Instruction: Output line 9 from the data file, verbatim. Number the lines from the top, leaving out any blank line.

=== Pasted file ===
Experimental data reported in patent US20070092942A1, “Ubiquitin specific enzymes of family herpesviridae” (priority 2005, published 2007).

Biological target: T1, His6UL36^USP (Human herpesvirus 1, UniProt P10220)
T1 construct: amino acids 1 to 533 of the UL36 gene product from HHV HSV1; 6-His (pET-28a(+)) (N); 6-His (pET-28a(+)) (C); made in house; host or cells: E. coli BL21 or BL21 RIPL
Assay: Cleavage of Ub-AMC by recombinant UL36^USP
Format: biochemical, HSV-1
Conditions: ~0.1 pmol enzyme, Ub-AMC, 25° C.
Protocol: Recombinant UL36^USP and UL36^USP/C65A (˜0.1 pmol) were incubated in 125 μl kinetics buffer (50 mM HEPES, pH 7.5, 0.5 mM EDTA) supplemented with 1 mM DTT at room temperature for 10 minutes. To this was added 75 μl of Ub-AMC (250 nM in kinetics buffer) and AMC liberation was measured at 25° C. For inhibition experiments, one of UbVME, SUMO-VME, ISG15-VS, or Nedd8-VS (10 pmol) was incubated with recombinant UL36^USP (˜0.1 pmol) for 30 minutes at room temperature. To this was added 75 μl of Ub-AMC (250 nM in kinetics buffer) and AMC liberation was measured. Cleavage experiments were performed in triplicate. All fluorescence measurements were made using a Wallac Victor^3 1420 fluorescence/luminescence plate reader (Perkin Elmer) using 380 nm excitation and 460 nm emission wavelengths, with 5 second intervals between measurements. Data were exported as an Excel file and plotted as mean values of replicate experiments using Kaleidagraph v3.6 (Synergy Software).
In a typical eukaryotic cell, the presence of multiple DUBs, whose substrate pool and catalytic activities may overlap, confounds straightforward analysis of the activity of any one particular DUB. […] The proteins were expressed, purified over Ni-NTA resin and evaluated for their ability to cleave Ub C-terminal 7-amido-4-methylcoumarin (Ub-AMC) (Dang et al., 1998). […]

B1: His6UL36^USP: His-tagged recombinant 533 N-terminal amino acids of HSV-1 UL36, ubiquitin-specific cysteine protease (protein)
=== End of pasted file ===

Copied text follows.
B1: His6UL36^USP: His-tagged recombinant 533 N-terminal amino acids of HSV-1 UL36, ubiquitin-specific cysteine protease (protein)